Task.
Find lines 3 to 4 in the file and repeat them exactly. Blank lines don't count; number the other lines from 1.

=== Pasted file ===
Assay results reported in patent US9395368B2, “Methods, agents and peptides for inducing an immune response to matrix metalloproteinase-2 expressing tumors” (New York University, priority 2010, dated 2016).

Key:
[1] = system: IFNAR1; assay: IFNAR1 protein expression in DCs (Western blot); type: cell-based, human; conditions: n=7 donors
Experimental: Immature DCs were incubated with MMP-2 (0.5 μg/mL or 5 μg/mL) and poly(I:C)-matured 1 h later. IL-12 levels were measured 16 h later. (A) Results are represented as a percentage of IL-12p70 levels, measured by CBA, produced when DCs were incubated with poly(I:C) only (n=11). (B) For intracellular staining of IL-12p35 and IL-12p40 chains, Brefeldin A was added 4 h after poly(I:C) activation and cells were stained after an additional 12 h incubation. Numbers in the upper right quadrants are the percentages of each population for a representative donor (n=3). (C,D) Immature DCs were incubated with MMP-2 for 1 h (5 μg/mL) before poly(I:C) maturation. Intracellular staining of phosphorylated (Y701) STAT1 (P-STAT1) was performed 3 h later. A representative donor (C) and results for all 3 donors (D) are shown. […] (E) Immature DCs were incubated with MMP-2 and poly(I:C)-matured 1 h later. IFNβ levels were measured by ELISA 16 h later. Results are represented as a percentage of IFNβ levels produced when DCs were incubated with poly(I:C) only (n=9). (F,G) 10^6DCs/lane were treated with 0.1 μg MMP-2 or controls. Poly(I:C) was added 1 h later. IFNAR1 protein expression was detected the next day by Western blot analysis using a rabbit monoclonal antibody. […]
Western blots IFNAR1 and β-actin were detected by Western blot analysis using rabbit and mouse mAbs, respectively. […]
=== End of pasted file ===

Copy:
[1] = system: IFNAR1; assay: IFNAR1 protein expression in DCs (Western blot); type: cell-based, human; conditions: n=7 donors
Experimental: Immature DCs were incubated with MMP-2 (0.5 μg/mL or 5 μg/mL) and poly(I:C)-matured 1 h later. IL-12 levels were measured 16 h later. (A) Results are represented as a percentage of IL-12p70 levels, measured by CBA, produced when DCs were incubated with poly(I:C) only (n=11). (B) For intracellular staining of IL-12p35 and IL-12p40 chains, Brefeldin A was added 4 h after poly(I:C) activation and cells were stained after an additional 12 h incubation. Numbers in the upper right quadrants are the percentages of each population for a representative donor (n=3). (C,D) Immature DCs were incubated with MMP-2 for 1 h (5 μg/mL) before poly(I:C) maturation. Intracellular staining of phosphorylated (Y701) STAT1 (P-STAT1) was performed 3 h later. A representative donor (C) and results for all 3 donors (D) are shown. […] (E) Immature DCs were incubated with MMP-2 and poly(I:C)-matured 1 h later. IFNβ levels were measured by ELISA 16 h later. Results are represented as a percentage of IFNβ levels produced when DCs were incubated with poly(I:C) only (n=9). (F,G) 10^6DCs/lane were treated with 0.1 μg MMP-2 or controls. Poly(I:C) was added 1 h later. IFNAR1 protein expression was detected the next day by Western blot analysis using a rabbit monoclonal antibody. […]